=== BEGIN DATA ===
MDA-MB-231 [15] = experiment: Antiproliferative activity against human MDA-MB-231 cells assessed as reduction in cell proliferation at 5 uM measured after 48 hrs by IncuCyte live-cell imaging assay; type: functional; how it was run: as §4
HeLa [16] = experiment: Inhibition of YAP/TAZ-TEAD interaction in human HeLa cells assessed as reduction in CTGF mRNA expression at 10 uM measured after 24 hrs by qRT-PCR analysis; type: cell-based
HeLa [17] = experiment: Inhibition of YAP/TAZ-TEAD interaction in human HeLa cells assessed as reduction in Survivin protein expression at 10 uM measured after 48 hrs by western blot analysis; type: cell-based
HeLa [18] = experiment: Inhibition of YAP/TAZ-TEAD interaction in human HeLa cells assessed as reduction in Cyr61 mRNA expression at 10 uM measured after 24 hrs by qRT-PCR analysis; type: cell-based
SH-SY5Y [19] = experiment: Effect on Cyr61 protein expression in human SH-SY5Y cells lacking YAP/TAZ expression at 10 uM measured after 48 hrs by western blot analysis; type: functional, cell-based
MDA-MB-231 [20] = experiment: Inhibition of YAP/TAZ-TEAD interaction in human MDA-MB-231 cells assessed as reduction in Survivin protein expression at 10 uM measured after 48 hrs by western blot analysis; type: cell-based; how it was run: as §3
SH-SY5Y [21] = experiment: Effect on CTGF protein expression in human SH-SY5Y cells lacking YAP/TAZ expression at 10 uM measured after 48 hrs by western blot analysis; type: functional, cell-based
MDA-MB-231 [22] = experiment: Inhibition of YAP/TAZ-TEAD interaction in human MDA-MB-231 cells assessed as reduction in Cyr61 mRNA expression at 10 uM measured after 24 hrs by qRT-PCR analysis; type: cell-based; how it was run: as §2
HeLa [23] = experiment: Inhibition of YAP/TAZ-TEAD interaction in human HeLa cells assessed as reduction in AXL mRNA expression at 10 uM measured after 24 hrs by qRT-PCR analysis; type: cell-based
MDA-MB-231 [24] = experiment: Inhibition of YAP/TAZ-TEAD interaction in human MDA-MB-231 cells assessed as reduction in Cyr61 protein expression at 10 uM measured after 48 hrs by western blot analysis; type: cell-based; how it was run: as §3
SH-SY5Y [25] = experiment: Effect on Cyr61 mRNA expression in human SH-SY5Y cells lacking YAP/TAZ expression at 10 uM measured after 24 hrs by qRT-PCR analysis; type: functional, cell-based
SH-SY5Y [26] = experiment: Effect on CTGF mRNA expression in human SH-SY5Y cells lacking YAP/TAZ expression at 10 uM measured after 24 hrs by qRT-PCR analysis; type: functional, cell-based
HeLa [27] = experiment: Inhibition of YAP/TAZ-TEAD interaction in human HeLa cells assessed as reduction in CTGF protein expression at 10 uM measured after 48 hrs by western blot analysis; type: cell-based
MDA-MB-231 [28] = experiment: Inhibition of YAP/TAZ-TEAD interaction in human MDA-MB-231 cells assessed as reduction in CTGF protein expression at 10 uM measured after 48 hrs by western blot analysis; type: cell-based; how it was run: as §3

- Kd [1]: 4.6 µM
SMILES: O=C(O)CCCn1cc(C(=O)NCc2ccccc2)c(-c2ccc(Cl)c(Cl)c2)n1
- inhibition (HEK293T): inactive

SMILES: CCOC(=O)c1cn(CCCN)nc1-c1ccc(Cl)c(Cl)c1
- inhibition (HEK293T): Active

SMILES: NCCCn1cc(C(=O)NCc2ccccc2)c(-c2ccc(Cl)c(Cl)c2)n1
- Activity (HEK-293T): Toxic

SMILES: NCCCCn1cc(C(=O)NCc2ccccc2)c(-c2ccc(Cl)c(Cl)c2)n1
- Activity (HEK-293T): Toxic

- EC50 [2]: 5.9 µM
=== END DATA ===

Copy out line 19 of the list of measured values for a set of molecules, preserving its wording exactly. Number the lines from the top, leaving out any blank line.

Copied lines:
- inhibition (HEK293T): Active